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Astronomers Find Clues for Alien Life on the Planet Most like Earth: Kepler-452b

But don't pack your bags just yet.

By Cassidy Ward

The crew of The Ark (streaming now on Peacock) abandoned a dying Earth in pursuit of humanity’s new home on Proxima centauri b. That world does have one thing going for it, it’s nearby, orbiting the star Proxima centauri about 4.2 light-years from here. In terms of other places we might move to, it’s basically the system next door. Other than that, though, it’s not the best planet to try and make a life on.

How to Watch

Catch up on The Ark on Peacock.

RELATED: A Third Possible Planet for Proxima Centauri, the Closest Star to the Sun!

It orbits very close to its star, less than 5% of the distance Earth has from the Sun, and completes a year every 11.2 two days. At that distance, there’s a good chance that the planet is tidally locked, one side of it permanently facing the star. Aside from its size, 1.03 times the diameter of the Earth, it’s not very like our planet at all. Now, however, astronomers have identified a new exoplanet which is more like the Earth than any we’ve found before.

Kepler-452b Is the Exoplanet Most Like the Earth

Using data collected by the Kepler Space Telescope and ground observations at the McDonald Observatory in Texas, the Whipple Observatory in Arizona, and the Keck Observatory in Hawaii, astronomers confirmed the presence of Kepler-452b, roughly 1,400 light-years from here. The discovery was published in The Astronomical Journal. It is noteworthy as the first near-Earth-size planet in the habitable zone of its star. In fact, it’s the smallest planet ever found inside a habitable zone, with a diameter roughly 60% larger than the Earth.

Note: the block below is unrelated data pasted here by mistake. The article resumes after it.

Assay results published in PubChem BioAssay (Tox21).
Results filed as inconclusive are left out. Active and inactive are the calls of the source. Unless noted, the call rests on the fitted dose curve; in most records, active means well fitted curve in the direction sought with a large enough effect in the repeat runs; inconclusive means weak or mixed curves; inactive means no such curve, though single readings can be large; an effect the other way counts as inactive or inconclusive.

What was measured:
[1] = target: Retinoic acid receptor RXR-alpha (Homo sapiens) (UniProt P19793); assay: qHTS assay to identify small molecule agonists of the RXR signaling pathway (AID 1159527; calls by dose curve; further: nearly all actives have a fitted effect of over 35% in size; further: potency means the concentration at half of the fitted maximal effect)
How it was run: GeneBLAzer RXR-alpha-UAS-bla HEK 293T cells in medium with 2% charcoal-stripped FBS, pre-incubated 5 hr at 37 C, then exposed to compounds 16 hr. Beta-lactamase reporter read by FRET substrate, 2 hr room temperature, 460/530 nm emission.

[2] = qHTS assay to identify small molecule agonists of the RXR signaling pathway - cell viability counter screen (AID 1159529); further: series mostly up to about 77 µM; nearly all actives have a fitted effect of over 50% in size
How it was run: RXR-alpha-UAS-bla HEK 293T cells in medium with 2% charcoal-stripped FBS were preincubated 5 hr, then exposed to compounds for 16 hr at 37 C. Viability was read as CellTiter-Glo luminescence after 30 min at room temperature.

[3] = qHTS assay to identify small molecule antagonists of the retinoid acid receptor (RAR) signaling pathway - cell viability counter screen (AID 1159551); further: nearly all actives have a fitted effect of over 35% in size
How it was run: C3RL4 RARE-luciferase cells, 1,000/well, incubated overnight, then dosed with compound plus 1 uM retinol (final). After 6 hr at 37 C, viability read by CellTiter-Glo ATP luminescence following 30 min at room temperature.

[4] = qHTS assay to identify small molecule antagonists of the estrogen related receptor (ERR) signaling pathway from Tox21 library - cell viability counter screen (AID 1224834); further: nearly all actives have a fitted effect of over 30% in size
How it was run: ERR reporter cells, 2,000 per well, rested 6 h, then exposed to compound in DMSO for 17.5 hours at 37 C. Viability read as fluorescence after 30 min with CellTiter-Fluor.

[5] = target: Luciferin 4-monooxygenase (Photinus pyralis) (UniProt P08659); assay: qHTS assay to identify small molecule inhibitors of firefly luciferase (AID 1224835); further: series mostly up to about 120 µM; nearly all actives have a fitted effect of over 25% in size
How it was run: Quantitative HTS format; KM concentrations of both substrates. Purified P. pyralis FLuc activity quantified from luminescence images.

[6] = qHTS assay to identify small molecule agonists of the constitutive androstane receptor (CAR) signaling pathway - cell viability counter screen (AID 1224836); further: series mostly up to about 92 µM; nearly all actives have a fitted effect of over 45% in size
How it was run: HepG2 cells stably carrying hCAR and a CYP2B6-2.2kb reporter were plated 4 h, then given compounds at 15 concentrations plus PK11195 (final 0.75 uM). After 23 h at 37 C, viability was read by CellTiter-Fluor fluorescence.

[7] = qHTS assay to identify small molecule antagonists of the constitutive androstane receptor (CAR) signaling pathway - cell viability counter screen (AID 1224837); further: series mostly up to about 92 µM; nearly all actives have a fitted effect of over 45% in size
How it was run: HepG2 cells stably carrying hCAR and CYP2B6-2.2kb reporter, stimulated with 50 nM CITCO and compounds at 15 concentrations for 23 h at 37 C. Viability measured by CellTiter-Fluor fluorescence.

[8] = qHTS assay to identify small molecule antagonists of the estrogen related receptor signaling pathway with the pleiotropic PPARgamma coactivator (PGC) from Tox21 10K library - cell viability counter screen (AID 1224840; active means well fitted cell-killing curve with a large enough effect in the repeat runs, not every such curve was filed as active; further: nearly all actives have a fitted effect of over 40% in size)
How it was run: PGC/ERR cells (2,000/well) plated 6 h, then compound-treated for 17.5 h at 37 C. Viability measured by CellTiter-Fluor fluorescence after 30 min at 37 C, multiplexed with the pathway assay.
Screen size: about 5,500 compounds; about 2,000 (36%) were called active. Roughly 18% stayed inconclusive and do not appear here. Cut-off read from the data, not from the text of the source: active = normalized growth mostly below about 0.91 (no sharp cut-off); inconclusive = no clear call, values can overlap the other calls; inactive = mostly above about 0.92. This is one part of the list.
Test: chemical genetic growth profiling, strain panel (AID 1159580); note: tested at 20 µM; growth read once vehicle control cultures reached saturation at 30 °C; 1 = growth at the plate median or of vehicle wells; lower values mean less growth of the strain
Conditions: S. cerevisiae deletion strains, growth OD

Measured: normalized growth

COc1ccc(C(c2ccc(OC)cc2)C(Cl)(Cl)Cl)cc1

Comparison of Earth and Kepler-452b

“On the 20th anniversary year of the discovery that proved other suns host planets, the Kepler exoplanet explorer has discovered a planet and star which most closely resemble the Earth and our Sun. This exciting result brings us one step closer to finding an Earth 2.0,” said John Grunsfeld, associate director of NASA’s Science Mission Directorate, in a statement.

There is still a lot of basic science to do before we start dreaming up interstellar ships and plot a course to Kepler-452b. We’re not even totally sure what the planet is made of. It’s possible that 452b is a sub-Neptune with a solid core covered in a layer of ice and blanketed in a thick atmosphere. However, planets of this size are more than likely rocky, according to NASA.

RELATED: JWST Finds Possible Signs of Life on Exoplanet K2-18 b

In addition to being roughly Earth-sized and lying within its star’s habitable zone, Kepler-452b is like Earth in some other ways. It orbits at a distance about 5% further from its star than the Earth is from the Sun. As a result, its year is almost the same length as ours, at roughly 385 days. All things considered, living there might be pretty similar to living here. Or it might have been, once upon a time.

A comparison of the Kepler-452 system compared alongside the Kepler-186 system and the solar system.

The system’s estimated age is roughly 6 billion years, about 1.5 billion years older than the Sun. That could mean that life there got a headstart on us, assuming the conditions are suitable. “It’s awe-inspiring to consider that this planet has spent 6 billion years in the habitable zone of its star; longer than Earth. That's a substantial opportunity for life to arise, should all the necessary ingredients and conditions for life exist on this planet,” said Kepler data analyst lead, Jon Jenkins.

RELATED: 5,000th Exoplanet Found!

While 452b might be the most immediately exciting planet in the bunch, the team also identified 521 additional exoplanet candidates, bringing Kepler’s total up to 4,696. Considering how many worlds we find practically everywhere we look, it’s likely we’ll continue to find places that are more and more like the Earth. We might even find someplace we can dream about going to visit ourselves. When we do finally leave Earth in search of someplace else, hopefully we’ll have a better candidate than Proxima centauri b.

Catch the complete first season of The Ark streaming now on Peacock.